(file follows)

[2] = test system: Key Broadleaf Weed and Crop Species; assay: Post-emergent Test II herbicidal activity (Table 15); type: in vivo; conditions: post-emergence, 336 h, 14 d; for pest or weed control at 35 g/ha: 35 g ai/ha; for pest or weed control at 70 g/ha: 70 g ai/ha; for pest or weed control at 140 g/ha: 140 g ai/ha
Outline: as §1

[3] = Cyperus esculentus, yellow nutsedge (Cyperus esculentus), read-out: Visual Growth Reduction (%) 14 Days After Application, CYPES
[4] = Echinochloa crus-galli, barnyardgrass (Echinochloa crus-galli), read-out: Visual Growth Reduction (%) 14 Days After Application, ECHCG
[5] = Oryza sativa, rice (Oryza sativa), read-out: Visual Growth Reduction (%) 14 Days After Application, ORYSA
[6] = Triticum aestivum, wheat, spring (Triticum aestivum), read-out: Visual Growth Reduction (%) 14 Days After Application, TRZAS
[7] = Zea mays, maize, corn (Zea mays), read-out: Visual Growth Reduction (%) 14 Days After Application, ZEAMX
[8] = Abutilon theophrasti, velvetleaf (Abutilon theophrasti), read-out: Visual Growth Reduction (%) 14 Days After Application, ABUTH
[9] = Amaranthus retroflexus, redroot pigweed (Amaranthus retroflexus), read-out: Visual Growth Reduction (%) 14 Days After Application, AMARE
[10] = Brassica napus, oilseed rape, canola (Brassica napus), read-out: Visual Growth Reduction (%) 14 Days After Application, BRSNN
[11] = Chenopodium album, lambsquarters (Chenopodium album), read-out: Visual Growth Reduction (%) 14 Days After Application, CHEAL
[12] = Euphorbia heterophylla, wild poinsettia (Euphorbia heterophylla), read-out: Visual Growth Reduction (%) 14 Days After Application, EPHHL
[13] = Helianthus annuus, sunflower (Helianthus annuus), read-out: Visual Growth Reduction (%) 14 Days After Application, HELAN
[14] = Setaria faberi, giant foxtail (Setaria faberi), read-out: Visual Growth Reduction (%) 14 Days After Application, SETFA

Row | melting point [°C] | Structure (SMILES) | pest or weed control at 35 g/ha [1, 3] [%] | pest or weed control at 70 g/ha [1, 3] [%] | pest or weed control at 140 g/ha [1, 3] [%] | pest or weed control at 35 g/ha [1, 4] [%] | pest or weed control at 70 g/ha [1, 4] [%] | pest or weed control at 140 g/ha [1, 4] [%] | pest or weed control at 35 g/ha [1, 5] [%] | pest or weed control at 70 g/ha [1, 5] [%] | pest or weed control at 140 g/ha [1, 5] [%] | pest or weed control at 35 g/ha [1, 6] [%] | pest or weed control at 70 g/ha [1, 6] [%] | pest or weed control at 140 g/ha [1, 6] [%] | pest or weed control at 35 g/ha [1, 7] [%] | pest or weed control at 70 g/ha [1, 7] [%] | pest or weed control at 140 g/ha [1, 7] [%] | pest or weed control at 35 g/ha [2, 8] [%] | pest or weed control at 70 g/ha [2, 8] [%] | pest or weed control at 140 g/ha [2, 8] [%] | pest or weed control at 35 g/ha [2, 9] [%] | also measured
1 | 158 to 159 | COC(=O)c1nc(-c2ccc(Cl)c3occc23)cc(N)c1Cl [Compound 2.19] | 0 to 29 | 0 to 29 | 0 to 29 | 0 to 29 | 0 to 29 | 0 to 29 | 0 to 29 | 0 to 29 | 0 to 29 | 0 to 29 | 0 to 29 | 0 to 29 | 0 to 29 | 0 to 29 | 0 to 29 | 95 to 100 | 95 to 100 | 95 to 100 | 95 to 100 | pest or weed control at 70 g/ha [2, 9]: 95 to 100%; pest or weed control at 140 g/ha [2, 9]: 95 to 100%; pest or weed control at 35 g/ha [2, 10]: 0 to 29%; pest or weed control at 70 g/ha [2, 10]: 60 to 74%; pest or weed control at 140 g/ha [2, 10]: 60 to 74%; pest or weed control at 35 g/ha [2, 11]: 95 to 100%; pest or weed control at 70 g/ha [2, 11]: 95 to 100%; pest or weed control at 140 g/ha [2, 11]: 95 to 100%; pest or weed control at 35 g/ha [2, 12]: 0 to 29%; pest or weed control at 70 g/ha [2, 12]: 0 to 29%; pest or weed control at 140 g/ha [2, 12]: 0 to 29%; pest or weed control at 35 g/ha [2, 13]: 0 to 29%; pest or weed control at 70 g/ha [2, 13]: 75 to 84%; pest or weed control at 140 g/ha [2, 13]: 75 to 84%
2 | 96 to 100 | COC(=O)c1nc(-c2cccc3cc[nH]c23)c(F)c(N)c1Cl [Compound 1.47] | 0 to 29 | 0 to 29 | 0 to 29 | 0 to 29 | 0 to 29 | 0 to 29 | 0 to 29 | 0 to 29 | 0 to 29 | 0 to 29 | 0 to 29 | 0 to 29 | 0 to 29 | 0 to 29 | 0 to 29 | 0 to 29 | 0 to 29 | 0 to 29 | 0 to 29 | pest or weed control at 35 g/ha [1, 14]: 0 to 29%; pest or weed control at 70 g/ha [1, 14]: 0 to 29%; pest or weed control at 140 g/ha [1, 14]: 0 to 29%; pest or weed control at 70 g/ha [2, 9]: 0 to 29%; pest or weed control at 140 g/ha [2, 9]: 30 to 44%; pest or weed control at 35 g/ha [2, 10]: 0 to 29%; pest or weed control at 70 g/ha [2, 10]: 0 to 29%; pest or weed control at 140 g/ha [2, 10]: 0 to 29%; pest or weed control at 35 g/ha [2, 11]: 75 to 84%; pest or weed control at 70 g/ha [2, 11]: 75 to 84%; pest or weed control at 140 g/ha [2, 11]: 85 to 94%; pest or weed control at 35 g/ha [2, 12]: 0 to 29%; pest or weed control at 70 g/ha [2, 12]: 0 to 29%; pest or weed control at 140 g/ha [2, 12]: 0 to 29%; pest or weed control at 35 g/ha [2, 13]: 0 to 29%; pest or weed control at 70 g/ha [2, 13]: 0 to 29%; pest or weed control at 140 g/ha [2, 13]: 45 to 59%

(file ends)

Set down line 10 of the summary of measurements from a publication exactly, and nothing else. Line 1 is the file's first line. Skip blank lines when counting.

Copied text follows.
[10] = Brassica napus, oilseed rape, canola (Brassica napus), read-out: Visual Growth Reduction (%) 14 Days After Application, BRSNN